Obsolescence is the corollary of reform — Nightingale’s Law.
For example: every time there is an election, the government promises to raise pensions for seniors to keep pace with inflation. Consequently, many pensioners (who, as a group make up a sizeable proportion of the electorate) vote for the government party.
A far more reasonable and practical solution would be to index pensions to inflation. But while people would vote for this reform when offered, once introduced, it would build in obsolescence for the government.
Tinkering — as with pension rates — is change, but it is not reform. Governments shy away from actual reform because it limits the scope for future tinkering.
If there were one, simple solution to all of the country’s economic problems, just something that once carried out, would make everyone prosperous and healthy and happy, there would be a strong disincentive for a government to introduce that measure because if it did, it would work itself out of a job.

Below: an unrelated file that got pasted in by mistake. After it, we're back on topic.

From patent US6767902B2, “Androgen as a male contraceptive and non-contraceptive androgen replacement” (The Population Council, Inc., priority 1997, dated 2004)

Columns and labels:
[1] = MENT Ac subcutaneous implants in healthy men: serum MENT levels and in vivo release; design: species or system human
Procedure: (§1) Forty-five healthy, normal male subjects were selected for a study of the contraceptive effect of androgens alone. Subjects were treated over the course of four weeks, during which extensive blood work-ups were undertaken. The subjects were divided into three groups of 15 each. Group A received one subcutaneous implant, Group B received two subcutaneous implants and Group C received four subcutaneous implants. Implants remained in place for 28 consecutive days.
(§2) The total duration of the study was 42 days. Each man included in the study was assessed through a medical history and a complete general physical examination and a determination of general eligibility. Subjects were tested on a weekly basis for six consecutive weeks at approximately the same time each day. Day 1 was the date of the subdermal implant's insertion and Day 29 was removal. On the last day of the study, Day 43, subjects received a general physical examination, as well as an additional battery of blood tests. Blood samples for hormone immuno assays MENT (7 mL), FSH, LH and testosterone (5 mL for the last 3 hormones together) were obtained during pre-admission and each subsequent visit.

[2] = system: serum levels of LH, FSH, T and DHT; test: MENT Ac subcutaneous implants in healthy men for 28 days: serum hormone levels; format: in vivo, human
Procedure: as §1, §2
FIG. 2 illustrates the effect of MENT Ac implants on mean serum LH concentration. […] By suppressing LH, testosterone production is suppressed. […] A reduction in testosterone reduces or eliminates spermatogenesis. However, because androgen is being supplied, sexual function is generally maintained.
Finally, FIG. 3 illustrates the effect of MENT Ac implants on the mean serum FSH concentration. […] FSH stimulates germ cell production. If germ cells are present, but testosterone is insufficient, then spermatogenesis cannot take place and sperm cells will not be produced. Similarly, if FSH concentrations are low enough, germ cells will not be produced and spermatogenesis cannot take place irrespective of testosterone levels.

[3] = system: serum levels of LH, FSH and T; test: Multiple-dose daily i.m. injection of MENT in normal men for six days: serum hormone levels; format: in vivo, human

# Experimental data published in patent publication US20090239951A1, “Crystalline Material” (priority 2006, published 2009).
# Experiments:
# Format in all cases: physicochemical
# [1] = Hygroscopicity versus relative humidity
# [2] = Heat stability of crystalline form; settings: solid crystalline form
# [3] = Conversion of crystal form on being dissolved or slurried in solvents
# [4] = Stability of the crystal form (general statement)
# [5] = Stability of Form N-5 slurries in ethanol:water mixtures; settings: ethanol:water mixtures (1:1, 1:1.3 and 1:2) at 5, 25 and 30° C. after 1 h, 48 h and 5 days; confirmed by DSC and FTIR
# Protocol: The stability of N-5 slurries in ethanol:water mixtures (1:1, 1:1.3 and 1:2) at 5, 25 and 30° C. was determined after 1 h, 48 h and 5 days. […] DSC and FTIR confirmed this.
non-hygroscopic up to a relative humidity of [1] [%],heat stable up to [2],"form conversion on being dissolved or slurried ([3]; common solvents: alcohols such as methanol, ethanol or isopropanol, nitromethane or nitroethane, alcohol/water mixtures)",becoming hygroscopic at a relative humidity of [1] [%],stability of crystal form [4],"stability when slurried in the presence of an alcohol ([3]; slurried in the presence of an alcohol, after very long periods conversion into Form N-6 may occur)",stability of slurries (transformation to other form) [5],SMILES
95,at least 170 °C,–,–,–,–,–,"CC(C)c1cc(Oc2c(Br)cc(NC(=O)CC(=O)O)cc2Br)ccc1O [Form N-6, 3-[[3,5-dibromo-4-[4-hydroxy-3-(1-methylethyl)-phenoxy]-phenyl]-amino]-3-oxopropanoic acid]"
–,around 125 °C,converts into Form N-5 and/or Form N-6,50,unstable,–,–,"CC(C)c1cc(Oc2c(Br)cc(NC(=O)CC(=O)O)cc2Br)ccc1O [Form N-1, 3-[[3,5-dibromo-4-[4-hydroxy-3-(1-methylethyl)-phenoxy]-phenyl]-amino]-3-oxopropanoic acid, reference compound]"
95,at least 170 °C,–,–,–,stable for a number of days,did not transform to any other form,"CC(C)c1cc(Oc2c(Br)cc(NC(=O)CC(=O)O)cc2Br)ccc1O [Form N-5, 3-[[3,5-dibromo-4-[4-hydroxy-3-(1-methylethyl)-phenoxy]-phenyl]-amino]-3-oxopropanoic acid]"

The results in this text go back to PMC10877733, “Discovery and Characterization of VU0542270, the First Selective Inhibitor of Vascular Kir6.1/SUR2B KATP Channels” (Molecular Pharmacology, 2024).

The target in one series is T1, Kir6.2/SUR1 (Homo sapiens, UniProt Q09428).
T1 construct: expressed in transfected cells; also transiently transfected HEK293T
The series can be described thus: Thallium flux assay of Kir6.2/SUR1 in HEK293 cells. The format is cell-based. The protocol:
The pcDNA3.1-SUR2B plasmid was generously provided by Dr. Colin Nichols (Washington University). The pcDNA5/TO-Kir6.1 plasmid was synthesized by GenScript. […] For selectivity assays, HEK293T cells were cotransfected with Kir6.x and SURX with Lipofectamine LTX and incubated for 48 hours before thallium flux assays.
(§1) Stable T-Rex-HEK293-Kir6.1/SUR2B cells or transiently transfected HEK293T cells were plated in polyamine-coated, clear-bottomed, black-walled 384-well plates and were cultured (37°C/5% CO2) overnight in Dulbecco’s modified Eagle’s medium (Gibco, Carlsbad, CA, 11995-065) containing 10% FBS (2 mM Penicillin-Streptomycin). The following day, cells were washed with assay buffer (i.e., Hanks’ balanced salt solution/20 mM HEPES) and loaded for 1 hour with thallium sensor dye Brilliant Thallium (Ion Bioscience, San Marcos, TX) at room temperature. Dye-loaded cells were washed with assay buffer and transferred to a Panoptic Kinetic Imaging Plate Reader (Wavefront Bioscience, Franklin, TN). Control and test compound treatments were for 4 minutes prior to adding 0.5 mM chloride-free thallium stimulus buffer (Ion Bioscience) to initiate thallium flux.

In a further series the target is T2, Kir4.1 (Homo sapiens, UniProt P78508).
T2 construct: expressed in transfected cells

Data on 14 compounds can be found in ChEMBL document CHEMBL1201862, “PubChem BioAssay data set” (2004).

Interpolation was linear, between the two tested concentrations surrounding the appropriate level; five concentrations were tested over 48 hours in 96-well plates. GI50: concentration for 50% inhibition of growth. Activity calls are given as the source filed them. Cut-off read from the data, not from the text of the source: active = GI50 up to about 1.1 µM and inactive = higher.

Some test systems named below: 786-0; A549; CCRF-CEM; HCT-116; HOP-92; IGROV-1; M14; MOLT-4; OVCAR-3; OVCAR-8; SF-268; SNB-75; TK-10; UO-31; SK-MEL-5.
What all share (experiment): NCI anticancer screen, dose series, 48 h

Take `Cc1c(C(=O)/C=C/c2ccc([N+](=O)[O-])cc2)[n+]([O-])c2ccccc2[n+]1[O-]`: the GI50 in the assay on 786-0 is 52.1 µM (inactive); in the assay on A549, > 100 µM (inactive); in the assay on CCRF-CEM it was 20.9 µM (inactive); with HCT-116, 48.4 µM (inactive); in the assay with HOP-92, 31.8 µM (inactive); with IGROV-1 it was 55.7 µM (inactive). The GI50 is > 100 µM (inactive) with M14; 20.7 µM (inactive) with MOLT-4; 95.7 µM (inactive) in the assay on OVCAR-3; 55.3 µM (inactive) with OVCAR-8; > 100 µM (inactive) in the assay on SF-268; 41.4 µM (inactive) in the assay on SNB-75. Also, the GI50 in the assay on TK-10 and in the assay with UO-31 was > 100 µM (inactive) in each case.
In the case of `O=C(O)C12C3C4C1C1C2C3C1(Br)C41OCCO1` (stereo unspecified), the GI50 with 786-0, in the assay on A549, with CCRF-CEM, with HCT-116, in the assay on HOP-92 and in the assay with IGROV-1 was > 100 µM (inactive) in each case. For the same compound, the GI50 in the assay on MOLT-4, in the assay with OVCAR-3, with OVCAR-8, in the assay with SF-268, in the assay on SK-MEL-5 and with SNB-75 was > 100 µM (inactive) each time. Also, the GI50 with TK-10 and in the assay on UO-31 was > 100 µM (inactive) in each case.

I do wonder if I could pad this out to a book length treatment, with humorous cartoons and funny examples and thus produce a popular book, like ‘Parkinson’s Law’? Remember that? C. Northcote Parkinson formulated the law that, ‘Work expands to fill the time available for its completion’. It seemed to fit the times because the 1950s were a period of expansion in the post war British Civil Service; when, for example, there were more people working for the Admiralty than there were sailing around in the ships of the Royal Navy. It was still true, more or less, before privatisation, cutbacks and civil service reforms. Does this mean that Nightingale’s Law is false? Not really, because the expansion of government administration goes on apace, it has simply shifted its ground to the European Commission. Parkinson’s Law is as true now as it ever was, and so too, it seems, is Nightingale’s Law.